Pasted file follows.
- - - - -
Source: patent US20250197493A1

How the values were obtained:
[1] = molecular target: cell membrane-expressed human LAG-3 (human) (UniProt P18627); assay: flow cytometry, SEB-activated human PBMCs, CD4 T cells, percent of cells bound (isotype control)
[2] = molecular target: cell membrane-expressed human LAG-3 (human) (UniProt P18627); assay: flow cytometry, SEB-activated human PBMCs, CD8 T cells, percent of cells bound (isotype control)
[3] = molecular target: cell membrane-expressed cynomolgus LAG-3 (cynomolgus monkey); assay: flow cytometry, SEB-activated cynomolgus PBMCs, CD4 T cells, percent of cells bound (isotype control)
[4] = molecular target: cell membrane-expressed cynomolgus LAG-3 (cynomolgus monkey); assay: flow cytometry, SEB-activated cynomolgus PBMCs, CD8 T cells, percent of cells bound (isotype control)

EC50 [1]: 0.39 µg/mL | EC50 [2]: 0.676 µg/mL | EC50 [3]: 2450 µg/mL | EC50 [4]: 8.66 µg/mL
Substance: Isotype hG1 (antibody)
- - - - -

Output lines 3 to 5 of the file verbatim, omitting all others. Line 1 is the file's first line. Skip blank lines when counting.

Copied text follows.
[1] = molecular target: cell membrane-expressed human LAG-3 (human) (UniProt P18627); assay: flow cytometry, SEB-activated human PBMCs, CD4 T cells, percent of cells bound (isotype control)
[2] = molecular target: cell membrane-expressed human LAG-3 (human) (UniProt P18627); assay: flow cytometry, SEB-activated human PBMCs, CD8 T cells, percent of cells bound (isotype control)
[3] = molecular target: cell membrane-expressed cynomolgus LAG-3 (cynomolgus monkey); assay: flow cytometry, SEB-activated cynomolgus PBMCs, CD4 T cells, percent of cells bound (isotype control)